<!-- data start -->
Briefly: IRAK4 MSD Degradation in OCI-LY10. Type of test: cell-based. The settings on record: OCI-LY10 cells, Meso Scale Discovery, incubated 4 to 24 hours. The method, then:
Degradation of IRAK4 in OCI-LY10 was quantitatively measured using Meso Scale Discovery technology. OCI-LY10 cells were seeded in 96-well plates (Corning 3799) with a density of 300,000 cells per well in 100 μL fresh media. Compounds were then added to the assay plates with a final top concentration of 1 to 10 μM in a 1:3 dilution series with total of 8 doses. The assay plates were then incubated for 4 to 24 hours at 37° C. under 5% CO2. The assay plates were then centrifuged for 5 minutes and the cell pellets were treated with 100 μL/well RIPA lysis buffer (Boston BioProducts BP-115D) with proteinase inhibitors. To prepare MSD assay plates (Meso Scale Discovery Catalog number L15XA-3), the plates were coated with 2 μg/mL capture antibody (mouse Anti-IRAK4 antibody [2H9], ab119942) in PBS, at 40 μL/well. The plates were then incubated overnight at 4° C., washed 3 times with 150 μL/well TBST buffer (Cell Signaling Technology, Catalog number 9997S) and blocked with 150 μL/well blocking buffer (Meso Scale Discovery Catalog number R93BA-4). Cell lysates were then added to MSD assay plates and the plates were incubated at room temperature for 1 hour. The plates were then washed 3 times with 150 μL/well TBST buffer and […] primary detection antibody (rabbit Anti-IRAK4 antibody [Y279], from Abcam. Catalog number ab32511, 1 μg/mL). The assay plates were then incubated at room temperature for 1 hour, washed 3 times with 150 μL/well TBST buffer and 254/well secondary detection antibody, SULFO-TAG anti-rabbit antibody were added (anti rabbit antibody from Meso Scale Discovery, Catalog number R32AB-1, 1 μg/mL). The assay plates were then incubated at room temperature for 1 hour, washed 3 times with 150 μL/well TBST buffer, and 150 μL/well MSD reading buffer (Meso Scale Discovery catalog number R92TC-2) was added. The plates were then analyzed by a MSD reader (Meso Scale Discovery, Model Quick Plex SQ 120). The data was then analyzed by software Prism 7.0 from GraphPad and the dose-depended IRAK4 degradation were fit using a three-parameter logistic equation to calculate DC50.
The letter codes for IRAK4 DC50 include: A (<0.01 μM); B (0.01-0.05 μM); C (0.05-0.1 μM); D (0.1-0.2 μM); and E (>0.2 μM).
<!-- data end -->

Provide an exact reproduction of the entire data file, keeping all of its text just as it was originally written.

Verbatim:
Briefly: IRAK4 MSD Degradation in OCI-LY10. Type of test: cell-based. The settings on record: OCI-LY10 cells, Meso Scale Discovery, incubated 4 to 24 hours. The method, then:
Degradation of IRAK4 in OCI-LY10 was quantitatively measured using Meso Scale Discovery technology. OCI-LY10 cells were seeded in 96-well plates (Corning 3799) with a density of 300,000 cells per well in 100 μL fresh media. Compounds were then added to the assay plates with a final top concentration of 1 to 10 μM in a 1:3 dilution series with total of 8 doses. The assay plates were then incubated for 4 to 24 hours at 37° C. under 5% CO2. The assay plates were then centrifuged for 5 minutes and the cell pellets were treated with 100 μL/well RIPA lysis buffer (Boston BioProducts BP-115D) with proteinase inhibitors. To prepare MSD assay plates (Meso Scale Discovery Catalog number L15XA-3), the plates were coated with 2 μg/mL capture antibody (mouse Anti-IRAK4 antibody [2H9], ab119942) in PBS, at 40 μL/well. The plates were then incubated overnight at 4° C., washed 3 times with 150 μL/well TBST buffer (Cell Signaling Technology, Catalog number 9997S) and blocked with 150 μL/well blocking buffer (Meso Scale Discovery Catalog number R93BA-4). Cell lysates were then added to MSD assay plates and the plates were incubated at room temperature for 1 hour. The plates were then washed 3 times with 150 μL/well TBST buffer and […] primary detection antibody (rabbit Anti-IRAK4 antibody [Y279], from Abcam. Catalog number ab32511, 1 μg/mL). The assay plates were then incubated at room temperature for 1 hour, washed 3 times with 150 μL/well TBST buffer and 254/well secondary detection antibody, SULFO-TAG anti-rabbit antibody were added (anti rabbit antibody from Meso Scale Discovery, Catalog number R32AB-1, 1 μg/mL). The assay plates were then incubated at room temperature for 1 hour, washed 3 times with 150 μL/well TBST buffer, and 150 μL/well MSD reading buffer (Meso Scale Discovery catalog number R92TC-2) was added. The plates were then analyzed by a MSD reader (Meso Scale Discovery, Model Quick Plex SQ 120). The data was then analyzed by software Prism 7.0 from GraphPad and the dose-depended IRAK4 degradation were fit using a three-parameter logistic equation to calculate DC50.
The letter codes for IRAK4 DC50 include: A (<0.01 μM); B (0.01-0.05 μM); C (0.05-0.1 μM); D (0.1-0.2 μM); and E (>0.2 μM).